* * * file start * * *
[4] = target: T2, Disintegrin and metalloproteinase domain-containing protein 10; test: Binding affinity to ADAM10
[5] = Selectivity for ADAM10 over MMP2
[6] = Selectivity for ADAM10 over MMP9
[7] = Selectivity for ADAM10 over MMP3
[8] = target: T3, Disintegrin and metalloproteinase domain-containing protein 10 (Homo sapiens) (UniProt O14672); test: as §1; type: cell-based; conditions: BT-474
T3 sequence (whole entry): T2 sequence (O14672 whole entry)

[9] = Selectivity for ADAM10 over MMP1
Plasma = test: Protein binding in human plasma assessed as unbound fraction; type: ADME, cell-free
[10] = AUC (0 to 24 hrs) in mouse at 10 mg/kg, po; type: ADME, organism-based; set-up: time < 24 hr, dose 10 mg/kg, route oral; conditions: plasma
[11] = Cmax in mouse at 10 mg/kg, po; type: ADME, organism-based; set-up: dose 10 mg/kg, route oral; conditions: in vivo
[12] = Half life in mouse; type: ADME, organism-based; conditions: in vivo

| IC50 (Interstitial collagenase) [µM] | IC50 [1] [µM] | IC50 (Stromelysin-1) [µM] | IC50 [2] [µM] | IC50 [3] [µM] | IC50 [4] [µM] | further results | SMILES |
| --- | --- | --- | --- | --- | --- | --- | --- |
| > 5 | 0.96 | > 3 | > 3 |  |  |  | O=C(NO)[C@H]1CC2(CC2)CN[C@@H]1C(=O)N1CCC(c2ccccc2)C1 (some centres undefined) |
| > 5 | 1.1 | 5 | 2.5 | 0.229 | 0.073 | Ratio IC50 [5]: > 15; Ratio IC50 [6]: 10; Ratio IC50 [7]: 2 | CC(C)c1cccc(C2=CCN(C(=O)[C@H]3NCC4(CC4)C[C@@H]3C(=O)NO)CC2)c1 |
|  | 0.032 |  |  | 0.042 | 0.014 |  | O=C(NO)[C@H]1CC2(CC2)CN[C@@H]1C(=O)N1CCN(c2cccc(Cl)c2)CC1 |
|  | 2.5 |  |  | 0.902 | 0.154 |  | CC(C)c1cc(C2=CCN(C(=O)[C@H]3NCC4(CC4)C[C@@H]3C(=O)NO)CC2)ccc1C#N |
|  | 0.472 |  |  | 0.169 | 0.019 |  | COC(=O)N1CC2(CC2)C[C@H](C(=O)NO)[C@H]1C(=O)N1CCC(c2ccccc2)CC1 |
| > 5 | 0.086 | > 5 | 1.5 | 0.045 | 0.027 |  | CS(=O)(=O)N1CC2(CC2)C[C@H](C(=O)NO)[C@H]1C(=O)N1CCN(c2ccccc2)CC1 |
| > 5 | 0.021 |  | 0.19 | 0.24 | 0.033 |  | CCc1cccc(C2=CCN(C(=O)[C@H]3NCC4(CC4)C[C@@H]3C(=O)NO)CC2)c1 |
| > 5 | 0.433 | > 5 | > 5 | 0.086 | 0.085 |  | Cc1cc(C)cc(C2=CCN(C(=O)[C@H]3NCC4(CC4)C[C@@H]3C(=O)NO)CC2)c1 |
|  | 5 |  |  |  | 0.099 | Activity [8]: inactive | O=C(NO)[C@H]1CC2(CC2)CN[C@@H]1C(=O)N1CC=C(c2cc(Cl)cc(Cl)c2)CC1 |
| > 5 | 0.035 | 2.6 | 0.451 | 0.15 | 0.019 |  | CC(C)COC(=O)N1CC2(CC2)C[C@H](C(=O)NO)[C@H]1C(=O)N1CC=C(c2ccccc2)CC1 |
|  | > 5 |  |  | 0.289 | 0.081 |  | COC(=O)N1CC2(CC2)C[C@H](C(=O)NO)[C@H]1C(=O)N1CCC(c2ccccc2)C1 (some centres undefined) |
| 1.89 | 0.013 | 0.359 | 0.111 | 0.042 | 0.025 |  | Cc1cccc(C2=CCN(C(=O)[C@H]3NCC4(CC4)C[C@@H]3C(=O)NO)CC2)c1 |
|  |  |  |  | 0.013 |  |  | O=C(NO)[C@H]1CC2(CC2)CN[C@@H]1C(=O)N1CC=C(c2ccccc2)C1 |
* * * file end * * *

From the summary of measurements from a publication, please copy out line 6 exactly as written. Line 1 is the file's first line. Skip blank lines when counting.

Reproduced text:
T3 sequence (whole entry): T2 sequence (O14672 whole entry)